Shanghai: 21st Century Metropolis | Madhu Bazaz Wangu
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Shanghai: 21st Century Metropolis

Shanghai: 21st Century Metropolis

Our hotel in Shanghai faced the Bund overlooking Yang Tse River and the mesmerizing mega tall skyscrapers of its famous skyline. What a view! Many of these structures rank among the tallest in the world: Oriental Pearl Radio and TV Tower, Shanghai World Financial Center (with an observation deck 1,555 feet above ground level), The Shanghai Tower (second tallest in the world at 2, 073 ft. like tail of a dragon touching the sky) and Jin Mao Tower (literally ‘Golden Prosperity Building)’ with its tiered pagoda like structure.

Our guide, Tao Lin (Tracey) said Shanghai was the most populous city in the world but it didn’t feel that crowded. It was hard to believe that some fifty years ego the Pudong area, on which the city is build, was mostly populated with fish farms and cluster of villages. That night it was a delight to watch Shanghai Acrobatic Show and enjoy a sumptuous dinner in the hotel.

The next morning we were guided through extensive Yu or Yuyuan Garden meaning Garden of Happiness. Four elements of Chinese gardens, Tao Lin explained, are water, rock, greenery and buildings. Influenced by Ming and Qing dynasties architectural style, Yu garden is divided into six sections such as Listening to Billows Bridge, Nine Lion Study, Crooked Bridge, Round Gate, Gold Fish Pond and Dragon Wall Gate.

Viewing the centerpiece of the garden, the porous 5-ton Jade Rock, was as heart warming as the other elements of the garden. With it’s ponds and pavilions, lotus gardens (with leaves so large that water surface is hardly visible), fountains and swans, goldfish swimming and ducks swaddling underneath crooked bridges that seemed to connect everything and yet signified the uniqueness of each. I felt peaceful, one with the natural surroundings.

In the afternoon we went to White Jade Buddha Temple founded in 1882. As in most Mahayana Chinese temples the color red and gold were prominent and contrasted with the white jade images. The temple enshrines two images of the Buddha brought to Shanghai from Burma, one reclining and the other seated. The central image, in the reclining posture, is a recent copy made out of marble. The two original images are displayed prominently on the side.

In the afternoon we went to another market and feasted on Chinese crafts and food. As we walked through the market (and this happened so many times during our trip) we felt our senses sensitized. Sensations awakened by 30 varieties of tea, Jade ornaments and statues of the colors we had not seen before, unusual shades of pearls and so on.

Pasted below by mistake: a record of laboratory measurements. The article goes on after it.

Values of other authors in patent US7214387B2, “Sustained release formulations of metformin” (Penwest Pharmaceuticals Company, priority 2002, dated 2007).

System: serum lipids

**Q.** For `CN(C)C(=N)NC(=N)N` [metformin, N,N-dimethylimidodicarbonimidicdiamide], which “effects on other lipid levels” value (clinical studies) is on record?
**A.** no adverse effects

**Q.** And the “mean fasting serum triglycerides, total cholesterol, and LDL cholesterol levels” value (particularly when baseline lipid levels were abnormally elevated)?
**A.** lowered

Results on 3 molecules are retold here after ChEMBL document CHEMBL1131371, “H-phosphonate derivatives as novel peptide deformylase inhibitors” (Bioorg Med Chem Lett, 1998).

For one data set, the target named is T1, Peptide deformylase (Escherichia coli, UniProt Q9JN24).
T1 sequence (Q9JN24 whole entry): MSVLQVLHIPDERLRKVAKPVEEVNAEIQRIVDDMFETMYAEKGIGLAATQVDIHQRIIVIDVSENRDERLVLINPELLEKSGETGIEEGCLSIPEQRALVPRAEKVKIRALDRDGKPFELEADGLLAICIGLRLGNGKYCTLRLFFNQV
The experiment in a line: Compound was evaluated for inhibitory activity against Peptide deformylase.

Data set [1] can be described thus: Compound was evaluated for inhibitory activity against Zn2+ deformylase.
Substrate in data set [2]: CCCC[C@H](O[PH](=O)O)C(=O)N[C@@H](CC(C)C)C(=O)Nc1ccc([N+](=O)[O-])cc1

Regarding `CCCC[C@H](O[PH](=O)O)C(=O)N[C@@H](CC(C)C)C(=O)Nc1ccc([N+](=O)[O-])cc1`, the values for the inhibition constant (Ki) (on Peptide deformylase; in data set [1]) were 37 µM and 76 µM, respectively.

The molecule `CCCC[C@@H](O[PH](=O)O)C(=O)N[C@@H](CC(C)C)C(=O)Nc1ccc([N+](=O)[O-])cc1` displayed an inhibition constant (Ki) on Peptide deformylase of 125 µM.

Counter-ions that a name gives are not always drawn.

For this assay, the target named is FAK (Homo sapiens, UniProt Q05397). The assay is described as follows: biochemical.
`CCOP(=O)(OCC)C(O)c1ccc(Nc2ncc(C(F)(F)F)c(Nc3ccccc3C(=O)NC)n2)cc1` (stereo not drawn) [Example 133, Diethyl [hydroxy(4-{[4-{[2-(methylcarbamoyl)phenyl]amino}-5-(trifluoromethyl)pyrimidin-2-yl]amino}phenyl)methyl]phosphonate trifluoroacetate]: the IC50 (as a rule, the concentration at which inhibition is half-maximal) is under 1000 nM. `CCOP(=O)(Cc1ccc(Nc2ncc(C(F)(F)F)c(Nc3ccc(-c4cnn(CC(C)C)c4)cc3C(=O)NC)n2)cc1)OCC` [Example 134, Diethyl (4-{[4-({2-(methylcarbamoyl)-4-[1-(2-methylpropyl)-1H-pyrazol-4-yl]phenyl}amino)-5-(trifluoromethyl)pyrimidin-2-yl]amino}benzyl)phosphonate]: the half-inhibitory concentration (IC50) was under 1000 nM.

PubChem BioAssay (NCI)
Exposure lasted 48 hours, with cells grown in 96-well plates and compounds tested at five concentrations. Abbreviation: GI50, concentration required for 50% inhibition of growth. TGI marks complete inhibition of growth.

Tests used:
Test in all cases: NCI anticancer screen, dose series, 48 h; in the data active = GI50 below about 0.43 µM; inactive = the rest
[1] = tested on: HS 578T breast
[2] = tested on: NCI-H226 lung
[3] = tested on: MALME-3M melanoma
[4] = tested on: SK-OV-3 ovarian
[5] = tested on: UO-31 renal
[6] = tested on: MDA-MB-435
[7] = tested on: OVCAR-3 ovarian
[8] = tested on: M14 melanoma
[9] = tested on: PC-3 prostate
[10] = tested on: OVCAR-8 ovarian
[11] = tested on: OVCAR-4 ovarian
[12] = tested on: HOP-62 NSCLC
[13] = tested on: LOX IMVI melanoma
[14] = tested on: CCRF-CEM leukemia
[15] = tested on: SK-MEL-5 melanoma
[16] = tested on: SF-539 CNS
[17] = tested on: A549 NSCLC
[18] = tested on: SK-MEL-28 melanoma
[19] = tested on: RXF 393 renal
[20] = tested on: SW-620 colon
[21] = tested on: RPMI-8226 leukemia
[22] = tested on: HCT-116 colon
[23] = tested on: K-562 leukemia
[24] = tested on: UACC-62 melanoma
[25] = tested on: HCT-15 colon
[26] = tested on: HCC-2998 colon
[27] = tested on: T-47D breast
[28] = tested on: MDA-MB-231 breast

On the morning of our last day we walked through the business district on Nanjing Road bursting with visitors, local and foreign. There were equal number of stores selling western merchandize and Chinese goods. We were searching for a T-Shirt with some Chinese image: dragon, pagoda or ‘I love Shanghai’ logo. We must have looked lost because a Chinese man asked what we wanted. We told him. After taking us to the right shop he asked where we were from. “Pittsburgh? I know Pittsburgh! I watch Steelers and Penguins games on television.” Traveling shrinks the wide wild world into my world.

The last post of my trip to China will be about Tibet. But my three days in that city, situated at the highest elevation in the world, was so remarkable that I want to write a separate post for that enchanting valley. For the rest of this post I’d like to jot down my final thoughts about China.

What I experienced in China made me realize no revolution however brutal, destructive and horrifying can wipe out people’s ethos, their deep-seated values, beliefs and traditions. Their books, artworks and monuments can be razed to the ground, individual lives can be eliminated, new governing body can force people to follow a new ideology but nothing and no one has the power to destroy what is uniquely human in people’s collective ethos. Deeply felt beliefs and values survive and are safe in individual hearts and minds.

The strength and power of a culture is not in a nation but in each and every one of its inhabitants. It is expressed in their poetry, songs and literature, in dance and theatre, and in their speech and conversations. Ultimately it is the people who color a culture’s environment. Outsider, travelers sense it right away as soon as they step on a foreign soil.

For me, the Chinese-ness of China reflected not in their red flags, Tiananmen Square, rebuilt or refurbished monuments after cultural revolution but in gently floating lotus gardens, sploshing ducks and swimming fish, in the palatable cuisine exquisitely served, in the verbal and non-verbal conversations and exchange with our guides and locals. After all, they are the descendants of Lao-Tzu who taught the world, “A journey of a thousand miles must begin with a single step,” of Confucius who said wisdom could be learnt by imitation, reflection and experience, and Chuang Tzu who believed, “Happiness is the absence of striving to be happy.”

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